Greens plan to boost minimum wage

The Green Party wants a minimum wage of $18 an hour by 2017, a minimum redundancy package of four weeks' pay, and measures to shrink the gap between a company's highest and lowest paid.

It also plans to abolish youth wages, 90-day trial periods for new workers, and the employment law changes made for The Hobbit that makes screen workers contractors by default.

Party co-leader Metiria Turei announced the workers policy in Wellington this morning.

"Half of all kids below the poverty line have parents in work and nearly 40 percent have parents who are in full time work," Mrs Turei said.

Higher wages would make work a more effective pathway out of poverty, she said.

The Greens want to bump the minimum wage to $15 an hour in December, and then by $1 an hour each year to $18 an hour by 2017.

"Our minimum wage policy will raise pay packets for half a million New Zealanders in our first term. A single person on the minimum wage will have $125 a week or $6400 a year more in the pocket under the Green Party policy," Mrs Turei said

The policy also features a Living Wage of $18.80 an hour for core Government sector workers, a statutory minimum redundancy package of four weeks' pay, and requiring large companies to disclose the pay gap between male and female workers, and the gap between top and bottom salaries.

The party also wants to tweak Working for Families abatement rates so families can keep more of their own salaries when their pay goes up.

The extra tax revenue from increasing the minimum wage would be almost $2 billion over four years.

This would more than pay for the $1.1 billion cost over four years for increasing the wages for Government workers, as well as a $10 million social enterprise fund for increasing cooperation and democracy in workplaces.

"Our policy will benefit the hundreds of thousands of New Zealand workers who simply don't earn enough to cover their basic costs," Mrs Turei said.

"Our workers plan will restore the Kiwi dream that is built on the idea that if you work hard, and do your fair share, your income will rise consistently and workers will have what they need for a good life."

- By Derek Cheng of the New Zealand Herald 

'Job loss' convenient fallacy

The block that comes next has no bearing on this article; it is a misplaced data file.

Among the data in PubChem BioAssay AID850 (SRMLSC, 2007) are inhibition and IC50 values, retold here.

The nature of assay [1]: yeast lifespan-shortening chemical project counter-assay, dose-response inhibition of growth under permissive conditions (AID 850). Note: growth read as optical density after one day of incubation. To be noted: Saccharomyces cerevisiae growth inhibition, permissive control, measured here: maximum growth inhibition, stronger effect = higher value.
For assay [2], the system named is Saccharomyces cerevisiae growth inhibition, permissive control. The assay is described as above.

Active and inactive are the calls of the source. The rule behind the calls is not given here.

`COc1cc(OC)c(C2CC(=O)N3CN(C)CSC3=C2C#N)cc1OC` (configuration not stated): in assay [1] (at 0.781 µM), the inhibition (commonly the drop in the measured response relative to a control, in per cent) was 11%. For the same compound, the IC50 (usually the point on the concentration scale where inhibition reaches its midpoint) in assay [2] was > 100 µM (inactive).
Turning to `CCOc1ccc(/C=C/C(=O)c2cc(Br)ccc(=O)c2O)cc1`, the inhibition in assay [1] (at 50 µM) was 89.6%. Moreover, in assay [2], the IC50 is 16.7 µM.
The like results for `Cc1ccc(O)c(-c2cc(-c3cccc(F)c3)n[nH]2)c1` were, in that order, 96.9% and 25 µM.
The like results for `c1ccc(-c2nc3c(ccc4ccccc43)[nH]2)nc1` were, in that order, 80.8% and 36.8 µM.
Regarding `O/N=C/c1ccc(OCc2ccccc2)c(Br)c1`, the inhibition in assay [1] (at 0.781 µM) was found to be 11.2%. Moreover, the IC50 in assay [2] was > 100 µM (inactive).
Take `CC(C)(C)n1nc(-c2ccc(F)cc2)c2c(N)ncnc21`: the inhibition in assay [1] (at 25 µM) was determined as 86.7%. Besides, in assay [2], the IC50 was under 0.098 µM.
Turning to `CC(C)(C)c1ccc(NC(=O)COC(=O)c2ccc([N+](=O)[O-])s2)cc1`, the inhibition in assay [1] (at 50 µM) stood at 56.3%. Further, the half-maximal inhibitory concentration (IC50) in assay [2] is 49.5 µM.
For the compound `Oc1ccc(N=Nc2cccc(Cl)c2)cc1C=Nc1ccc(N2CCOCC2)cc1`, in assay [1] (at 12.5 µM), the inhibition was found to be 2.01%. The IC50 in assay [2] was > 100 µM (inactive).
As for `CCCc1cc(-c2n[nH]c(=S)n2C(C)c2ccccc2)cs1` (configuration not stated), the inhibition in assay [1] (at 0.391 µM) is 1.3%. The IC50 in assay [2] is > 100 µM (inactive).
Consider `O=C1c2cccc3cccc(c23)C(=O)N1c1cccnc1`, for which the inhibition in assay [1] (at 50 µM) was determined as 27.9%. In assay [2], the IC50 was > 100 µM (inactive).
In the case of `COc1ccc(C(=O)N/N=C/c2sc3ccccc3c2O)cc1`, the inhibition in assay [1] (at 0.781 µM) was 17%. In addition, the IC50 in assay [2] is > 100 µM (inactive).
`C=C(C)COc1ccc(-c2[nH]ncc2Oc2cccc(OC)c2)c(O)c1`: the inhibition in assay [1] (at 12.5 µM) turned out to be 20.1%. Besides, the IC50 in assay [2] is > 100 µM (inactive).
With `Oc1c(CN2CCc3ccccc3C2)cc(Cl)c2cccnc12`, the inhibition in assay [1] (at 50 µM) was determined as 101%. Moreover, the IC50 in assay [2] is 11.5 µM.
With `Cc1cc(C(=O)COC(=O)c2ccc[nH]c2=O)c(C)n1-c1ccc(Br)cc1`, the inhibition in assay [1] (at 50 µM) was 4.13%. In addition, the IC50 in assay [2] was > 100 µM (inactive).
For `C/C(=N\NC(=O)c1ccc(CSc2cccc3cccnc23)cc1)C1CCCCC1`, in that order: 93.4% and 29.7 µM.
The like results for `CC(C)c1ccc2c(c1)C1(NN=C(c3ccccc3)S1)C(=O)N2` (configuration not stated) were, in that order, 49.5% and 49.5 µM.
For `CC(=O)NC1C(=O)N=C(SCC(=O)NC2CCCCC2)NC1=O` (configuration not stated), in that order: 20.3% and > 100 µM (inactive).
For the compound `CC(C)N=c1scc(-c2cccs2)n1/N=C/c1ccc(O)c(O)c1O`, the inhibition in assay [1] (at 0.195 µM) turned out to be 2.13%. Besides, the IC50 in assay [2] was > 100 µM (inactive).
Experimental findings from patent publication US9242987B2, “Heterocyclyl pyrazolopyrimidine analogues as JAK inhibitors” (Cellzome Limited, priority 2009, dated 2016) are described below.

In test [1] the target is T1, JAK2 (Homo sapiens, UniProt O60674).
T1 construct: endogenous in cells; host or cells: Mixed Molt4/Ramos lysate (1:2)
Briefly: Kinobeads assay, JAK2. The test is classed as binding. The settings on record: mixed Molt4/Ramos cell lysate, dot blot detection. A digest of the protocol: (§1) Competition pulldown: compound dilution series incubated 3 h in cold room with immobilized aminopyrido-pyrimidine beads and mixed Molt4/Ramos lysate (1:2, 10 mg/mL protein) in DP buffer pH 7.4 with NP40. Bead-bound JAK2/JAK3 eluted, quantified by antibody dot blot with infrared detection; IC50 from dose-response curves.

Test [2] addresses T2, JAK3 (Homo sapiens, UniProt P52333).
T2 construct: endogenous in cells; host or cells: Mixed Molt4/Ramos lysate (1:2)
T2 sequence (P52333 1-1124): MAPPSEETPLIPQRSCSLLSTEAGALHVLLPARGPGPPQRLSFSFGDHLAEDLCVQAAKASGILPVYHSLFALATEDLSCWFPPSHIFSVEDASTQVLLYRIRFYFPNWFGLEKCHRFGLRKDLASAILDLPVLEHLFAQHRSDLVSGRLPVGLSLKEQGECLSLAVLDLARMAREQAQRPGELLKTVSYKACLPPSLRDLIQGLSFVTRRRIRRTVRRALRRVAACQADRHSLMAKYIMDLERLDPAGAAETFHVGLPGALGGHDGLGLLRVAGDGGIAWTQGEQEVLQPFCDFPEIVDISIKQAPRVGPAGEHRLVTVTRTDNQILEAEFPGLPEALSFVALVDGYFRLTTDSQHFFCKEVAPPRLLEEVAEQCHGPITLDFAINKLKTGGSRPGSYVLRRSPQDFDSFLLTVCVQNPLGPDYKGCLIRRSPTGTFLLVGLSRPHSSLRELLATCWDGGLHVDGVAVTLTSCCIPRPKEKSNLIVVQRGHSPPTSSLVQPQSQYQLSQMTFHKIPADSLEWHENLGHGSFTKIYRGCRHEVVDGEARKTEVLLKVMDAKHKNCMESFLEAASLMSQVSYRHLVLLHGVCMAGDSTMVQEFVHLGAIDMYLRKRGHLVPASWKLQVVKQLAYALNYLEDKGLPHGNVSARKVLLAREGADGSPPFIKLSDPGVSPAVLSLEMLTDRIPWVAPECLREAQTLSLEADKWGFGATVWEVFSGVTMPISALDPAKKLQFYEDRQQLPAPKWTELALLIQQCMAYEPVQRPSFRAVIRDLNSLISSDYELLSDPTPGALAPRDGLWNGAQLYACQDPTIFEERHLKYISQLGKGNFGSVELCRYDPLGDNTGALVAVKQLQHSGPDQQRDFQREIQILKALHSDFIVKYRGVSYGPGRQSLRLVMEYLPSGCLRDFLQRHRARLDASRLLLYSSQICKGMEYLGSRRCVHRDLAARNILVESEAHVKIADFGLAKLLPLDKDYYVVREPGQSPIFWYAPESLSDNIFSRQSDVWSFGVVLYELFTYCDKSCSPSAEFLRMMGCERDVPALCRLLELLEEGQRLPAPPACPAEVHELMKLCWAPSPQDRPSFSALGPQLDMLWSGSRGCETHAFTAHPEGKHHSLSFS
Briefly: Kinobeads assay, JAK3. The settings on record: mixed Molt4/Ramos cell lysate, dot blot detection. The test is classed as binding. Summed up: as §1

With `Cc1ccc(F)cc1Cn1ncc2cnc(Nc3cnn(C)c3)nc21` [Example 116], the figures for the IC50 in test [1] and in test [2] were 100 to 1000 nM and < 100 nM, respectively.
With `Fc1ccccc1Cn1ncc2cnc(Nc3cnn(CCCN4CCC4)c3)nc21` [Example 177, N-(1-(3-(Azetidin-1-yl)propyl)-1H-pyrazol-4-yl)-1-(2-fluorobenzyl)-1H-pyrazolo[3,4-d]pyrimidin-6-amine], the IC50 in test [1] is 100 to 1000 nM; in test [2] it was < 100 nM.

The notion that an increase in the minimum wage will cause loss of jobs is a convenient scare tactic to keep the lowest-paid and their supporters in their place.  But did you ever hear of a weirder basis to a theory?  It is based on the idea that employers hire people they don't really need, because they're so cheap.  Look around a few workplaces.  Watch the news to see where cutbacks occur when times are hard.  The lowest paid are the most closely examined to see if a few dollars can be saved on their wages, while middle management carries on muddle-managing and it takes an rare emergency situation to see positions truly lost (I mean without an equivalent position with a different title being added) or hours cut.  The work conditions of the lowest paid are already so bad they can't get much worse without losing all pretence of maintaining cleaning standards, feeding, cleaning and dressing dependent elderly and disabled people.  And so on.  The shopkeeper could close the shop while he has lunch, goes to the loo or the bank - but that would cost him in other ways.  The lowest paid, with their irregular hours, split shifts, on-call "jobs" that  stop them even committing to volunteer activities, will gain more than anyone can threaten them with job loss.  Some of them would be no worse off on the benefit anyway, it's only pride and the desire for independence that keeps them slogging away in the workforce.


Job loss fallacy

Most credible studies that have been done (including Treasury's) have found job losses resulting from raising the minimum wage (in modest increases) are zero to neglible and some even show it may create jobs through extra consumer spending. Any losses found are usually outweighed by other factors like more spending power, smaller government benefit expenditure, increased tax takes etc. All it takes is a quick look through the scholastic published studies that are available on the net to see the overwhelming belief that minimum wage increases does not equal job loss. Opposing views are usually, funnily enough, from business-sponsered think tanks.

Work scheme?

And all the people that lose their jobs can build the mono... Sorry! Light rail while on the unemployment benefit to keep the cost to tax payers down since most tax payers won't get to use the rail they pay for. 

I reference the authority on such projects for this inspiration, The Simpsons:

Well, sir, there's nothing on earth
Like a genuine, bona fide
Electrified, six-car monorail
What'd I say?

What's it called?
That's right! Monorail


I hear those things are awfully loud
It glides as softly as a cloud
Is there a chance the track could bend?
Not on your life, my Hindu friend

What about us brain-dead slobs?
You'll be given cushy jobs
Were you sent here by the Devil?
No, good sir, I'm on the level.